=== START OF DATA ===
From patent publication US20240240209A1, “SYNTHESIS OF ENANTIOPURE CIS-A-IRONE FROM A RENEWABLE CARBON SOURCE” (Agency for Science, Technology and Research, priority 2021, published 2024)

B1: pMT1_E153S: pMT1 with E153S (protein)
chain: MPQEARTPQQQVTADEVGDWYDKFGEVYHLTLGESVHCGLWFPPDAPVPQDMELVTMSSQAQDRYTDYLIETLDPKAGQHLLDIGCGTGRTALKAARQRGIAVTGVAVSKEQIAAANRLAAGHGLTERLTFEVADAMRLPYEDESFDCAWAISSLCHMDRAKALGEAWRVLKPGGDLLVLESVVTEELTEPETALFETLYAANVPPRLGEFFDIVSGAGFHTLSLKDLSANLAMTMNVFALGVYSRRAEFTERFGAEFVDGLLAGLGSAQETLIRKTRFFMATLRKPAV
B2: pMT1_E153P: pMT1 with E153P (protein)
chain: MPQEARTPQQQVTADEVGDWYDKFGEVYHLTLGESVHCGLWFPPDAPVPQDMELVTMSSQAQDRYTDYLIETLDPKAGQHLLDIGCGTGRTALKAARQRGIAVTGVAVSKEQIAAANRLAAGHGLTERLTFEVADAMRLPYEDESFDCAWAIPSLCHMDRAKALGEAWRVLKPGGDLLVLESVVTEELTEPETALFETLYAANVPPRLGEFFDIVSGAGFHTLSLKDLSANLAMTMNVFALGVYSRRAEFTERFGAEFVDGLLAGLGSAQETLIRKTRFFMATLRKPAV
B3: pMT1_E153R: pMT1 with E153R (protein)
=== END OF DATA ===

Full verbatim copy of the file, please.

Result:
From patent publication US20240240209A1, “SYNTHESIS OF ENANTIOPURE CIS-A-IRONE FROM A RENEWABLE CARBON SOURCE” (Agency for Science, Technology and Research, priority 2021, published 2024)

B1: pMT1_E153S: pMT1 with E153S (protein)
chain: MPQEARTPQQQVTADEVGDWYDKFGEVYHLTLGESVHCGLWFPPDAPVPQDMELVTMSSQAQDRYTDYLIETLDPKAGQHLLDIGCGTGRTALKAARQRGIAVTGVAVSKEQIAAANRLAAGHGLTERLTFEVADAMRLPYEDESFDCAWAISSLCHMDRAKALGEAWRVLKPGGDLLVLESVVTEELTEPETALFETLYAANVPPRLGEFFDIVSGAGFHTLSLKDLSANLAMTMNVFALGVYSRRAEFTERFGAEFVDGLLAGLGSAQETLIRKTRFFMATLRKPAV
B2: pMT1_E153P: pMT1 with E153P (protein)
chain: MPQEARTPQQQVTADEVGDWYDKFGEVYHLTLGESVHCGLWFPPDAPVPQDMELVTMSSQAQDRYTDYLIETLDPKAGQHLLDIGCGTGRTALKAARQRGIAVTGVAVSKEQIAAANRLAAGHGLTERLTFEVADAMRLPYEDESFDCAWAIPSLCHMDRAKALGEAWRVLKPGGDLLVLESVVTEELTEPETALFETLYAANVPPRLGEFFDIVSGAGFHTLSLKDLSANLAMTMNVFALGVYSRRAEFTERFGAEFVDGLLAGLGSAQETLIRKTRFFMATLRKPAV
B3: pMT1_E153R: pMT1 with E153R (protein)